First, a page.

The current global environment is volatile, as the rise of populist, nationalistic and extremist movements are posing a threat to global security and undermines international order, which brings fear and mistrust among people and states.
This trend has led to many states adopting a narrow nationalistic approach as opposed to globalisation to foreign policy. For example, the presidential election in the USA and BREXIT.
This trend is compounded by growing expectations and disappointments, as well as demographic shifts and migration.
All of this leads to a scramble for scarce resources due to jobless economic growth which contribute to unemployment and poverty. National interests become the focal centre of a state’s approach to foreign policy. States are pursuing a zero-sum game through a narrow nationalistic focus in trying to outsmart each other for the maximum benefit of attracting Foreign Direct Investment (FDI).
Globalisation and urbanization are a twin reality which must be managed by states, as non-state actors are intensifying their role and involvement in the foreign policy space.
Chairperson, allow me to address you on some of the Department’s programmes:
Programme 1: We are concerned about the ill-discipline of the staff and urge the Minister to take steps against the Chief Financial Officer (CFO) immediately.
Programme 2: International Relations addresses the core business of the Department with a budget of R3.6 billion. This programme still remains a source of concern with 126 missions abroad in 107 countries and 160 resident in South Africa. This is unsustainable and hurtful to the fiscus under the current economic conditions.
It is prudent under these circumstances to follow the National Development Plan (NDP) and National Treasury’s advice to consider rationalization of our missions and to cut expenditure on foreign infrastructure projects.
It is also important to consider the reduction of maintenance costs on foreign leased properties, as over 1000 properties are leased at a cost of R575 million.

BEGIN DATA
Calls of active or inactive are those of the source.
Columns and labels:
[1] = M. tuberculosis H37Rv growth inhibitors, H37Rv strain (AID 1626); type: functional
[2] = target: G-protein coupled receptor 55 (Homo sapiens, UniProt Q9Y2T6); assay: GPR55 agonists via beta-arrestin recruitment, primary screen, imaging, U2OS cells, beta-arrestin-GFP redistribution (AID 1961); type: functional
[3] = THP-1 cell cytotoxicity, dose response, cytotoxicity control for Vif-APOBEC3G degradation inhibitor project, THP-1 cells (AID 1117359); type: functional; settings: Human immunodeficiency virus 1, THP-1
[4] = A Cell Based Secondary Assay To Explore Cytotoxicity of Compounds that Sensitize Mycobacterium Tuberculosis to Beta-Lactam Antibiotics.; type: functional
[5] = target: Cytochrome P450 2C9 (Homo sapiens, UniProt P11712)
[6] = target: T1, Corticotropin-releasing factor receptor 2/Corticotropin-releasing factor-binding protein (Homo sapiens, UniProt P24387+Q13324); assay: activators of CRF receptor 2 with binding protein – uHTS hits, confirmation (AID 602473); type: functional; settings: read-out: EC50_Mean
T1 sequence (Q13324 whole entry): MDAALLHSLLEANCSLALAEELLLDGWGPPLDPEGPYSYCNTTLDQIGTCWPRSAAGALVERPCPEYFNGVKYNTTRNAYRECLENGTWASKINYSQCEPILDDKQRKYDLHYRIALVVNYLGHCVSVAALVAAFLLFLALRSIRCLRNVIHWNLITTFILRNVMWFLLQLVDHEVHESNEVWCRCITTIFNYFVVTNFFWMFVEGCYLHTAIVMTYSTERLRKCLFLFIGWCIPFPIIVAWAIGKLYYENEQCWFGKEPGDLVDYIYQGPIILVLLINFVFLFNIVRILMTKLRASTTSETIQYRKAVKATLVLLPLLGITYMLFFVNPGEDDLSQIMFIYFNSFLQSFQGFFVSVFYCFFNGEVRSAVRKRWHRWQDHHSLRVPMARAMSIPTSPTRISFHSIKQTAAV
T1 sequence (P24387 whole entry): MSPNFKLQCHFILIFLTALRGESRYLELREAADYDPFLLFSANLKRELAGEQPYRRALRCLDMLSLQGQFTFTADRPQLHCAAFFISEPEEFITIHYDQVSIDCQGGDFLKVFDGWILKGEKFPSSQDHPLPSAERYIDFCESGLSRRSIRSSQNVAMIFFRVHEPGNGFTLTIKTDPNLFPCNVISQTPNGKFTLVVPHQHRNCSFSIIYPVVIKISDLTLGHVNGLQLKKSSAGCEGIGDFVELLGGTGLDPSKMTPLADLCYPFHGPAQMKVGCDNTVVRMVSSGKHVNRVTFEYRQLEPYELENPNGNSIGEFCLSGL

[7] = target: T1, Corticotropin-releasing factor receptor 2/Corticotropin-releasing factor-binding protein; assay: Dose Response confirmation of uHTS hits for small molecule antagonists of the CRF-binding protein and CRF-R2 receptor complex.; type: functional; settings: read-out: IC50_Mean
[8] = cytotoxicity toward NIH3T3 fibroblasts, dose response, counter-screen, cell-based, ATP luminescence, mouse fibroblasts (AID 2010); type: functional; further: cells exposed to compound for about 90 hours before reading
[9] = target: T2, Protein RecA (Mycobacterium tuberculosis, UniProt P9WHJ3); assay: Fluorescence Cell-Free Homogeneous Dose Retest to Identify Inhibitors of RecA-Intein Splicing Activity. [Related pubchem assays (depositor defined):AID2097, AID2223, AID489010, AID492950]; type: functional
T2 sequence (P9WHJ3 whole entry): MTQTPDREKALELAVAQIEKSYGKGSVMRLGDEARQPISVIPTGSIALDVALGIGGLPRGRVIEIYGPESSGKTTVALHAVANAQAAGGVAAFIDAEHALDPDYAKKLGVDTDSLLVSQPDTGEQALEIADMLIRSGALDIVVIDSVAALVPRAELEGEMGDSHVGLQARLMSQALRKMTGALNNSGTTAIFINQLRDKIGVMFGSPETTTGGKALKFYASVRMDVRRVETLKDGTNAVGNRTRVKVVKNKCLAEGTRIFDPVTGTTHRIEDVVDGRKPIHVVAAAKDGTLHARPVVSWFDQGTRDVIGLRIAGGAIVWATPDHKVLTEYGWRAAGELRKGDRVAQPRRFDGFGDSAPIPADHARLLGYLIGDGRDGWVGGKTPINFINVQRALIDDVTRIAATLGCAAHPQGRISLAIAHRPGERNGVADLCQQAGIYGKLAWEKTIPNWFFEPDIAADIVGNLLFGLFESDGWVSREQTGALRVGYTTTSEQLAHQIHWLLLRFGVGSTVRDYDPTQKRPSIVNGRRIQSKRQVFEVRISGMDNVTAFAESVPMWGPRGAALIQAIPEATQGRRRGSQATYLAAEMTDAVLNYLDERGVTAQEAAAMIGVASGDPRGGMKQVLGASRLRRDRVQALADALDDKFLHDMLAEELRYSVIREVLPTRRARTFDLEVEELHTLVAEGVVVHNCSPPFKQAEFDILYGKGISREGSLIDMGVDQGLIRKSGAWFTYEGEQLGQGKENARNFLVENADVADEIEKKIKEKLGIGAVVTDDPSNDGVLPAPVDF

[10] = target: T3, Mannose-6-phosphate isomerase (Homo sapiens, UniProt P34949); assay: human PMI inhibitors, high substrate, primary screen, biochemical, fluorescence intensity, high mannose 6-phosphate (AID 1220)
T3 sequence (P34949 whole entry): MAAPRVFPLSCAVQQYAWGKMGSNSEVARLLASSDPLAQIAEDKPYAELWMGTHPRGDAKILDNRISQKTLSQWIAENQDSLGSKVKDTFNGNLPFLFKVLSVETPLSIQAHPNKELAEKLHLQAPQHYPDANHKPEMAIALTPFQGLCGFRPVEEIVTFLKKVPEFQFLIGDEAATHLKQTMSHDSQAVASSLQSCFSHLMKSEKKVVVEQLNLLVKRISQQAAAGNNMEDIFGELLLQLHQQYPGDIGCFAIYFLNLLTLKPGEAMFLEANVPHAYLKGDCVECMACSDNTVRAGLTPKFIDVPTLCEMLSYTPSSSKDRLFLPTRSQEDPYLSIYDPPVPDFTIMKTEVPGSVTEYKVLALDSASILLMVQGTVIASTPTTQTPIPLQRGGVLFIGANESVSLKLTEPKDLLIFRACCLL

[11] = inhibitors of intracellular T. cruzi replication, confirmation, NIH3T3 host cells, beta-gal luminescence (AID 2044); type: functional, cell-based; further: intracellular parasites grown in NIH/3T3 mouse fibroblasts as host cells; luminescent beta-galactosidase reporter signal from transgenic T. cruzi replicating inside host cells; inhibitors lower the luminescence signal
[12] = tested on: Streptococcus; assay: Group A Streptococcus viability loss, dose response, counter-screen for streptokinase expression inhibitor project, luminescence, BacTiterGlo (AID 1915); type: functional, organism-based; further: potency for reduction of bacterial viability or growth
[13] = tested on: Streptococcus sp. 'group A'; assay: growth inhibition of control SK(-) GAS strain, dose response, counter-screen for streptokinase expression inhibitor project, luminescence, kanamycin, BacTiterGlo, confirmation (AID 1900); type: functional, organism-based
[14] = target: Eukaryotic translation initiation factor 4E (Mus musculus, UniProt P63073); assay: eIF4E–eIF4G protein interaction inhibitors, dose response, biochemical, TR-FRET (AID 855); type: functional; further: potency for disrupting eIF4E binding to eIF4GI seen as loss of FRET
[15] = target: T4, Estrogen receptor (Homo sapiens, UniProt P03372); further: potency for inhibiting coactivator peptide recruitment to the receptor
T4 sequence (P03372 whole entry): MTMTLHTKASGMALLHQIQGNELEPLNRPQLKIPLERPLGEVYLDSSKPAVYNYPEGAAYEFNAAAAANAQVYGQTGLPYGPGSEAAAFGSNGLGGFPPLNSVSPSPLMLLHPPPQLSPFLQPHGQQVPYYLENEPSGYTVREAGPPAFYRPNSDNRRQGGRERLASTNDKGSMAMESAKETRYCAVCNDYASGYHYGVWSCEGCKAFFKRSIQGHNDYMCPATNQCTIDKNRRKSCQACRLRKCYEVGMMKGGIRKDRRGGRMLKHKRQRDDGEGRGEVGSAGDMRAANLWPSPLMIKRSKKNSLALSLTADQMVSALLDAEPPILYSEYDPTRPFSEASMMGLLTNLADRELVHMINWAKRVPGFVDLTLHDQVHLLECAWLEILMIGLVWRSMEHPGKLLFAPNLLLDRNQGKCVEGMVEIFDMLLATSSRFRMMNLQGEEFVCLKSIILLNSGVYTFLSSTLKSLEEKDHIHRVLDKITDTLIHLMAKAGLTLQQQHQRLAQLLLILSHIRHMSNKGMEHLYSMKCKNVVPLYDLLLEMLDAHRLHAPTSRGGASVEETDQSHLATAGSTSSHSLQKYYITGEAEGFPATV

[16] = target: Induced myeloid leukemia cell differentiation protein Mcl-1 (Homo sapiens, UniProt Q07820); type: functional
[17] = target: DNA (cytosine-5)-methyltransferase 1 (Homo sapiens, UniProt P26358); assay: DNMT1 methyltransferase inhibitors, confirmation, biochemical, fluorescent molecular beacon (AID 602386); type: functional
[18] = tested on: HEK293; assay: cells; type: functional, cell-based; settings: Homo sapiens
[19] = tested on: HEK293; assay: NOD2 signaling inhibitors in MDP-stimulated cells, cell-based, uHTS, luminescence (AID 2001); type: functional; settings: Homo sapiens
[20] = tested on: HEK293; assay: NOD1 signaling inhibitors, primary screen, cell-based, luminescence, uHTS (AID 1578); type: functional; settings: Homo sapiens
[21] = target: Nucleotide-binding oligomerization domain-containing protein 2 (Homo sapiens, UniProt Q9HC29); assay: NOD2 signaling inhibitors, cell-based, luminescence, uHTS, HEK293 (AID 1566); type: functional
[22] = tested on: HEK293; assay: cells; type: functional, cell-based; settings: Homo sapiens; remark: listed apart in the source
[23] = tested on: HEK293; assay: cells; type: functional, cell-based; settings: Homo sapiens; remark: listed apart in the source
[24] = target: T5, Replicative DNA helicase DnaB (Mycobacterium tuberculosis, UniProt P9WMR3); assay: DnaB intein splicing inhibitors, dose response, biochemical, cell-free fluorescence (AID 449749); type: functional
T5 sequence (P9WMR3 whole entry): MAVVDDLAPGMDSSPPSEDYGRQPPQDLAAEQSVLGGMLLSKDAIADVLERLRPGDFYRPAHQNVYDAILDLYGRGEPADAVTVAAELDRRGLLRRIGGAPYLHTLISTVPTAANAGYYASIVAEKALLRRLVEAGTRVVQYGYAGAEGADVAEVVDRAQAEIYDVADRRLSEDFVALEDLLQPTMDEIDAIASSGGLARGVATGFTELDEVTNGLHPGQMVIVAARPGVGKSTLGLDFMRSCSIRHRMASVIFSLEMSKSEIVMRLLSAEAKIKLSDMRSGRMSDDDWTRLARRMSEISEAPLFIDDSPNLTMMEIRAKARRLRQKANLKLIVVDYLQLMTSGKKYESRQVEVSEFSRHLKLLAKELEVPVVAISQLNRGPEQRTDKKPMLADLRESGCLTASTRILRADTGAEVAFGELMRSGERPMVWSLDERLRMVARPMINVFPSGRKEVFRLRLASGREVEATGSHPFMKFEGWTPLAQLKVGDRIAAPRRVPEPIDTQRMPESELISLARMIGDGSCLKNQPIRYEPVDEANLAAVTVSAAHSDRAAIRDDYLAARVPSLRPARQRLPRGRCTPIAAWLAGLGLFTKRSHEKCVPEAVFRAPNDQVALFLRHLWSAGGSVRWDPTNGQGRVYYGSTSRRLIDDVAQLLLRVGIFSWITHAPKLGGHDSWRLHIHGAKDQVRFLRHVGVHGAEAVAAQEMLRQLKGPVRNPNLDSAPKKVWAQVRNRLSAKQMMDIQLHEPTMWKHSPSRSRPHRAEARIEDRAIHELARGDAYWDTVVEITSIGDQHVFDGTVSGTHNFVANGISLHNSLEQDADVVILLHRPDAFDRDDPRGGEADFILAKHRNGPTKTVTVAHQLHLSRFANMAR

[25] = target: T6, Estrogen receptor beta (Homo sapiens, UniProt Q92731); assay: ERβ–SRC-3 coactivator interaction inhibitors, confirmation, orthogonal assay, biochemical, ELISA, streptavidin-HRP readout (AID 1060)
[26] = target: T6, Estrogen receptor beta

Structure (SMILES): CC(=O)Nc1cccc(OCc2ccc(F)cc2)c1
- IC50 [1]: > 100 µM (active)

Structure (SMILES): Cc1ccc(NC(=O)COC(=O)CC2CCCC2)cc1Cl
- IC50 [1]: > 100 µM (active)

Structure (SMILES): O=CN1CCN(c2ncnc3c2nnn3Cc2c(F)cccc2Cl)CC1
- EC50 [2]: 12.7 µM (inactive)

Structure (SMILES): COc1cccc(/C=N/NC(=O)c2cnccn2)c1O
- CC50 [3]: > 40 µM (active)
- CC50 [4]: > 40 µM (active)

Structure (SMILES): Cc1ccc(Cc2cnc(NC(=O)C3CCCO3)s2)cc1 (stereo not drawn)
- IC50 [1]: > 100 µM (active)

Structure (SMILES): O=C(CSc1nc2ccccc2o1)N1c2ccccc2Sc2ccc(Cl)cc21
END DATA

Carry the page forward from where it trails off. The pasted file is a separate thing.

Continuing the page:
Economic diplomacy is still lagging behind the number of high level visits and bilateral commissions still yield little in terms of value for money. We need quality outcomes, not quantity in number of visits. This requires a concerted effort in skilling and equipping our diplomats as economic diplomats to market and sell our country abroad.
Our current crop of diplomatic cadets are a shame as they serve personal interests rather than public interests.
Some are criminals, others are dishonest by faking their academic credentials.
We need more vigorous vetting processes to ensure that these cadets are beyond reproach and are people of integrity, ready to serve with pride, dedication and patriotism.
This is the reason why the DA supports the finalization of the Foreign Service Bill to professionalise and regulate our foreign service and eliminate the dumping ground syndrome.
Programme 3: This provides an opportunity for South Africa to play a meaningful role and take leadership in global politics by influencing the multilateral agenda through its constitutional values.
However, South Africa is failing dismally in multilateral forums when it comes to promoting our constitutional values and principles and championing human rights. This is evident from our failed withdrawal from the International Criminal Court (ICC) and our relationship with dictators like Mugabe, al-Bashir, Nkurunziza and Kabila.
We cannot afford to be quiet when opposition leaders are persecuted and on fabricated charges as is the case in Zambia with Hakainde Hichilema. That is why DA leader, Mmusi Maimane, will attend the treason trial of Mr Hichilema in Zambia tomorrow to offer him our full support.
We must also use our chairmanship of the Southern African Development Community (SADC) to address this serious issue. In a seemingly democratic country like Zambia, the intimidation and suppression of opposition parties should be strongly condemned.
Programme 4: On public diplomacy, we are happy to see an increase in the allocation to this programme. We would like to see this programme provide early warning systems on major international events and we suggest organising a national dialogue on South African foreign policy and national interests to ensure participatory diplomacy of non-state actors and civil society in foreign policy matters.
Programme 5: We need to evaluate our participation and commitment to international membership. We also need to ensure that we respect and uphold our constitutional values in the global arena.
The DA is concerned about the recurring and serial adverse audit opinions. For three consecutive years, the Department has received a qualified opinion. This raises serious concerns in the Department and we hope that these issues will be addressed urgently.
We have abandoned our moral high ground to stoop low to a slippery slope. If South Africa is to realise its vision of a better South Africa in a better Africa and a better world, we must shape up and be counted or ship out and lose all credibility in the global arena.
We must be vocal and speak out against wrongdoings and also be bold to challenge our allies when they do wrong. The days of failed quiet diplomacy are over. We need to redeem ourselves by ensuring that our voting patterns in the multilateral forums are consistent with our values.